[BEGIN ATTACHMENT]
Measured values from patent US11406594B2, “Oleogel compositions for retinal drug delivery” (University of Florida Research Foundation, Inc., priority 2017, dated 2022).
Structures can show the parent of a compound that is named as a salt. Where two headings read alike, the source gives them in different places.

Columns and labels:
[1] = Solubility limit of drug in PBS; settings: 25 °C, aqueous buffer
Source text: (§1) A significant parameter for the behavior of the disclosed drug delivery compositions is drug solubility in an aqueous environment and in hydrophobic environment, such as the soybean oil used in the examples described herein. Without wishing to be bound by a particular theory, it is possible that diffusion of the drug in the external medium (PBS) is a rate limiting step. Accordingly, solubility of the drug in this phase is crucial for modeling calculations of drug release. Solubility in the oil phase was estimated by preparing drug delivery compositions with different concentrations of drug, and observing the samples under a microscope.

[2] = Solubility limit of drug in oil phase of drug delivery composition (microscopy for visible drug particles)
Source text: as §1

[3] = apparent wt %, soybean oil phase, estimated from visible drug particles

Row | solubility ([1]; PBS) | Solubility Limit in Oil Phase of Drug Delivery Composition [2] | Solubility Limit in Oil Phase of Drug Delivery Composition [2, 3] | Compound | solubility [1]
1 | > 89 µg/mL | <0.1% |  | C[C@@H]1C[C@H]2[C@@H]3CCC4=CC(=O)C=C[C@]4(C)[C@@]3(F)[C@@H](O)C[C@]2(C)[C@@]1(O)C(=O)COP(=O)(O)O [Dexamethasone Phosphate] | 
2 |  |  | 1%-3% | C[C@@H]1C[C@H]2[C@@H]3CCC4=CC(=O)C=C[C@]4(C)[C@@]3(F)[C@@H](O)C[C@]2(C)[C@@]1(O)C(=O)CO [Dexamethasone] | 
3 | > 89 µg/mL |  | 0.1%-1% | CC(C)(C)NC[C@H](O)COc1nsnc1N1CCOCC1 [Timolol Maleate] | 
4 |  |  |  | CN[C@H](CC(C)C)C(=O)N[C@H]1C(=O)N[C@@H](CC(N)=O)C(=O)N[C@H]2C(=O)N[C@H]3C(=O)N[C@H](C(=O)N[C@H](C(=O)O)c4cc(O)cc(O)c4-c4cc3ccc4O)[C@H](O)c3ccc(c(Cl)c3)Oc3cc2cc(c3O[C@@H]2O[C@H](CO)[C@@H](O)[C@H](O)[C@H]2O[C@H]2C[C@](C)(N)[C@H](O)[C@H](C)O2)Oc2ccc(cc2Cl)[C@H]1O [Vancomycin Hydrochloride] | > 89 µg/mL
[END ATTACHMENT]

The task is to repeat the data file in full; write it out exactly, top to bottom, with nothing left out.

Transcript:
Measured values from patent US11406594B2, “Oleogel compositions for retinal drug delivery” (University of Florida Research Foundation, Inc., priority 2017, dated 2022).
Structures can show the parent of a compound that is named as a salt. Where two headings read alike, the source gives them in different places.

Columns and labels:
[1] = Solubility limit of drug in PBS; settings: 25 °C, aqueous buffer
Source text: (§1) A significant parameter for the behavior of the disclosed drug delivery compositions is drug solubility in an aqueous environment and in hydrophobic environment, such as the soybean oil used in the examples described herein. Without wishing to be bound by a particular theory, it is possible that diffusion of the drug in the external medium (PBS) is a rate limiting step. Accordingly, solubility of the drug in this phase is crucial for modeling calculations of drug release. Solubility in the oil phase was estimated by preparing drug delivery compositions with different concentrations of drug, and observing the samples under a microscope.

[2] = Solubility limit of drug in oil phase of drug delivery composition (microscopy for visible drug particles)
Source text: as §1

[3] = apparent wt %, soybean oil phase, estimated from visible drug particles

Row | solubility ([1]; PBS) | Solubility Limit in Oil Phase of Drug Delivery Composition [2] | Solubility Limit in Oil Phase of Drug Delivery Composition [2, 3] | Compound | solubility [1]
1 | > 89 µg/mL | <0.1% |  | C[C@@H]1C[C@H]2[C@@H]3CCC4=CC(=O)C=C[C@]4(C)[C@@]3(F)[C@@H](O)C[C@]2(C)[C@@]1(O)C(=O)COP(=O)(O)O [Dexamethasone Phosphate] | 
2 |  |  | 1%-3% | C[C@@H]1C[C@H]2[C@@H]3CCC4=CC(=O)C=C[C@]4(C)[C@@]3(F)[C@@H](O)C[C@]2(C)[C@@]1(O)C(=O)CO [Dexamethasone] | 
3 | > 89 µg/mL |  | 0.1%-1% | CC(C)(C)NC[C@H](O)COc1nsnc1N1CCOCC1 [Timolol Maleate] | 
4 |  |  |  | CN[C@H](CC(C)C)C(=O)N[C@H]1C(=O)N[C@@H](CC(N)=O)C(=O)N[C@H]2C(=O)N[C@H]3C(=O)N[C@H](C(=O)N[C@H](C(=O)O)c4cc(O)cc(O)c4-c4cc3ccc4O)[C@H](O)c3ccc(c(Cl)c3)Oc3cc2cc(c3O[C@@H]2O[C@H](CO)[C@@H](O)[C@H](O)[C@H]2O[C@H]2C[C@](C)(N)[C@H](O)[C@H](C)O2)Oc2ccc(cc2Cl)[C@H]1O [Vancomycin Hydrochloride] | > 89 µg/mL